Little Slices Of Death

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I wake up in a graveyard.

A graveyard? But I’m still above ground. Why is it dark? Did I sleep through a whole day, or is this still last night?

But why am I naked? Naked… in a graveyard? Oh, this is familiar. This is the place… the place where the old man told me…

“While I am mask maker, herbalist, metallurgist, and holy man of the centuries-long Toma spirit, able to imbue extraordinary abilities on others, I am extremely cautious in so doing. Every power has its price, often a dear one. The price I pay is that I am called to help the lost, and I have no choice, if I like them or don’t. I meet them here, in the Lost Graveyard.”

That was Bijaksana Lama Satu. Is he here now? I see only graves…

Graves from all centuries, all places, everywhere. From my point of view they’re past and future, a few even from my original present.

And a funeral going on over there.

There’s a man sitting back in a floating chair, smoking a cigar, shielded from the star’s radiation by a giant floating sun glass.

“Sadly, sacrifices must be made to protect what is rightfully ours,” says the man, Yory Chameau, CEO of Chameau Enterprises. I know his name and station despite never meeting him or hearing of him. I now have excellent access control to most of the host brains I inhabit.

Below CEO Chameau, standing on the hill, are a soldier and what I’d guess to be a religious figurehead of an unfamiliar sort. Accessing. The soldier is Captain Jasper Bean and I can “hear” what he’s thinking:

Whatever. I’m paid to do whatever he says.

Now I’ve got the scoop on the fancy-hat man, one Holy Father Territorium Vojaganto. I know what his thoughts are, too:

All souls will meet again beyond the veil. Probably. I hope.

They can’t see me. I’m standing here in the open but none of them notice me? Of course the two at the tombstone wouldn’t. I sense that those are the parents of the deceased. She is Heran Qarax:

“My son…my only son…”

He is Tenthan Alaafia:

“I will train others to avenge him…”

What kind of sacrifice is it when the only guy left standing and untouched is the “fearless” leader?

Is the graveyard itself lost? Are the people buried here lost souls? Give a guy a break! I’m a repeat customer! When is my host going to…?

“You have the chance to visit world after world after world, as few ever can,” Bijak suddenly inserts between my ears. “You have a chance to know the universe unlike most of the people ever born. You can even choose your destinations. If you cease your grappling after normalcy and embrace this opportunity, you can become one of the wisest of all humans who ever lived or ever shall.”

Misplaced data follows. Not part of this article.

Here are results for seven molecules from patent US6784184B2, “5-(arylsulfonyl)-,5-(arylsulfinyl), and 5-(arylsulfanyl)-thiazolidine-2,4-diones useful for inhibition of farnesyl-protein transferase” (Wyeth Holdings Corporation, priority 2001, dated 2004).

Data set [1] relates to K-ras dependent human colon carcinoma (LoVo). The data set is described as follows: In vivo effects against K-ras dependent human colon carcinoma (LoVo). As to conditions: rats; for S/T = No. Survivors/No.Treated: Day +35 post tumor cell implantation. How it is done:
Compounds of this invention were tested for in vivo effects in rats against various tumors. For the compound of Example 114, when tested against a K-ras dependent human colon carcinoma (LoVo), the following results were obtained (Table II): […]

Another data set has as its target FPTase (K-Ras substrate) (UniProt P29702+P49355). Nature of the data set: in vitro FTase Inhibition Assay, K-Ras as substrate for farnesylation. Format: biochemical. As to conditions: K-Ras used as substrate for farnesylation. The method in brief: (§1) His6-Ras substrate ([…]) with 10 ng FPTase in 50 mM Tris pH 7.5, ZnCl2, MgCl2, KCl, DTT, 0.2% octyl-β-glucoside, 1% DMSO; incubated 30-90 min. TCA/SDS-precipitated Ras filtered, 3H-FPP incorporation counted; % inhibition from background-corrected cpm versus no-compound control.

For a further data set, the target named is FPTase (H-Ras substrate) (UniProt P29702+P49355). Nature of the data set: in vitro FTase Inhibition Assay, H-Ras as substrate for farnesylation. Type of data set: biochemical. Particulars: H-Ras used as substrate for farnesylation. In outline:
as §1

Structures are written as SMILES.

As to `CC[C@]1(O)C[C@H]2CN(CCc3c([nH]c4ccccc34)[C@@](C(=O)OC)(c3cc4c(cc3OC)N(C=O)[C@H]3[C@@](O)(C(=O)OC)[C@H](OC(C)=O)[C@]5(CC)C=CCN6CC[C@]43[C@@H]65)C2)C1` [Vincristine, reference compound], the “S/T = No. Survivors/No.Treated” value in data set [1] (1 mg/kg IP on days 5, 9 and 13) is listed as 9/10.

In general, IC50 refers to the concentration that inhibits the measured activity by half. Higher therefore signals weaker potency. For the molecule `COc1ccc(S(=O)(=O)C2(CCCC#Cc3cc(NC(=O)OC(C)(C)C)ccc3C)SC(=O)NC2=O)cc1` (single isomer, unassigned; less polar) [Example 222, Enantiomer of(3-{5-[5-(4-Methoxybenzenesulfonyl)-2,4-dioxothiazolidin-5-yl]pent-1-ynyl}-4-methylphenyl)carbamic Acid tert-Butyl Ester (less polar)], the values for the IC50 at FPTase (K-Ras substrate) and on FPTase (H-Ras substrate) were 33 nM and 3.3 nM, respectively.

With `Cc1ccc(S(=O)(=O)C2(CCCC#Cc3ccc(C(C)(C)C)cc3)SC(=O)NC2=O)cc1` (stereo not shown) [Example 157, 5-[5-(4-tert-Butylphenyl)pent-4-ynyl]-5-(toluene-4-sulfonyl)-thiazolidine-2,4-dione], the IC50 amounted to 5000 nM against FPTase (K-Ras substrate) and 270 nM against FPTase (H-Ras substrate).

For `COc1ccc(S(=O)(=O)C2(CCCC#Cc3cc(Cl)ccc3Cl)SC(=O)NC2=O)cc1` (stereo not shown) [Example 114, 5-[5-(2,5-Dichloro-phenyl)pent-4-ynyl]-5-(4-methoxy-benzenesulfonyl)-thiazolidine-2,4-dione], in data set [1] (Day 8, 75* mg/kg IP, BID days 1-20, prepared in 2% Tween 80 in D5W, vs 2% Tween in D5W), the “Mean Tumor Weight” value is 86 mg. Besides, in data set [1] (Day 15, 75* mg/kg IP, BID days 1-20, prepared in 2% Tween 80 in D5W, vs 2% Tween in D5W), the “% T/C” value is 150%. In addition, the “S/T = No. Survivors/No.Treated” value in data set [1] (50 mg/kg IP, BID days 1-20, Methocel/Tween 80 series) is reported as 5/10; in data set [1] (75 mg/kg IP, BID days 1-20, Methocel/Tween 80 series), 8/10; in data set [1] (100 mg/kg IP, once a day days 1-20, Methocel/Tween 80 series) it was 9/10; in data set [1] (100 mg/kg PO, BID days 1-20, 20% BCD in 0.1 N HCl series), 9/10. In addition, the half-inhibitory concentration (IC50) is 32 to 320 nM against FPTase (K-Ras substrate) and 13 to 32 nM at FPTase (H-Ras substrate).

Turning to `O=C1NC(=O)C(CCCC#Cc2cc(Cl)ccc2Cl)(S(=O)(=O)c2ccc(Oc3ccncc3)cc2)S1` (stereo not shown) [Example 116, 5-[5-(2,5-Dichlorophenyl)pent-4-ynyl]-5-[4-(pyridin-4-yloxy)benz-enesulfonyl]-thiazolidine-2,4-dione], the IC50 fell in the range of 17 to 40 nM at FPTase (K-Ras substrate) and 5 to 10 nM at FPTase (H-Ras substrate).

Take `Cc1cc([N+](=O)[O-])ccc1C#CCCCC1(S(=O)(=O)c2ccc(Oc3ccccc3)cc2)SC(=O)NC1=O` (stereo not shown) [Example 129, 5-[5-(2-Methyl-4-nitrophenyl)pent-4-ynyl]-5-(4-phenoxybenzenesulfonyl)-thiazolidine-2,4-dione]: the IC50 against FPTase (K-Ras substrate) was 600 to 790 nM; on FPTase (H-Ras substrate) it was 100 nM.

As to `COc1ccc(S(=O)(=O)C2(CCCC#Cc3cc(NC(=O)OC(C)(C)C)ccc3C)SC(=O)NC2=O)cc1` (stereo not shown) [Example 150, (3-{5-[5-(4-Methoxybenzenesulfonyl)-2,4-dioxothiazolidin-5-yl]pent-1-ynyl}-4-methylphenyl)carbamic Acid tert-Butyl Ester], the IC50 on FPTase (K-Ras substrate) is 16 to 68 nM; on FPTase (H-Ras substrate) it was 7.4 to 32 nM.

What? Appealing to my ego? Or, well, maybe appealing to my responsibilities?

I think of my family, my old routines. Such a stable reality seems almost like a dream at this point. Do I want to go  back to just one world? Can I even live that way any longer? Can I stay trapped in a continuing situation as it develops organically into its next phase over decades? Things have sped up for me. Way, way up -!

I’m fascinated by the varieties of life I’ve lived across a multitude of realities. Some are repulsive. Some frighten me. Some are exquisite. Some are amazing.

“You might be starting to get it,” says the voice of Bijaksana Lama Satu from everywhere.

We have to couch our existence in some kind of story. Without a framework, anarchy rules. People settle for fairy tales because it’s good enough for everyone else and they’re ill-equipped for seeking their own answers, or even inclined – when pressed – to believe that the universe actually makes no sense at all, that it’s probably all an accident.

Humanity and all it knows are a freak occurrence on a random planet. Life never happened before this and will never happen after we’re wiped out by cosmic forces beyond our ken. Even local aliens and intergalactic anomalies that have displayed intelligence are ghostly sideshows produced by Earthly imagination and reality structuring.

We once knew we were at the “center of the universe” in the story of life. We talked ourselves out of it.

I come upon my own grave. When I see my name I instinctively turn away before I can see anything else.

If I see it, whatever is there will become reality. If I don’t look, it won’t become real. But what am I afraid of? Fear seems so silly to me any longer. Even when I feel it. I never figured I’d live forever. Who cares what a tombstone in this surrealistic amusement park says? I turn boldly and take a look.

Engraved on the tombstone is the date of my death. Or at least one of them.

But I can’t make sense of the numbers. I can barely remember the meaning of a month or a year. And after walking the Lost Graveyard for mile after mile I realize the truth.

With graves stretching over mountains, across valleys and out into the sea where buried tombstones shine with bio-luminescent algae, I realize that there’s a grave in this place for everyone who’s ever been born.

And we’re already in them.

 

 

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